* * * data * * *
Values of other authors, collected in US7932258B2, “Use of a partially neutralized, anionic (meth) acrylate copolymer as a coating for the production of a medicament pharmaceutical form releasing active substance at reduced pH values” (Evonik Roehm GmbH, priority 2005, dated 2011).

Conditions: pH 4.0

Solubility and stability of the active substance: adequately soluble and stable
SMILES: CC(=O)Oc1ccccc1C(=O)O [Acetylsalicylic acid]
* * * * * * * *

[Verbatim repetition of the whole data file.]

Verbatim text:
Values of other authors, collected in US7932258B2, “Use of a partially neutralized, anionic (meth) acrylate copolymer as a coating for the production of a medicament pharmaceutical form releasing active substance at reduced pH values” (Evonik Roehm GmbH, priority 2005, dated 2011).

Conditions: pH 4.0

Solubility and stability of the active substance: adequately soluble and stable
SMILES: CC(=O)Oc1ccccc1C(=O)O [Acetylsalicylic acid]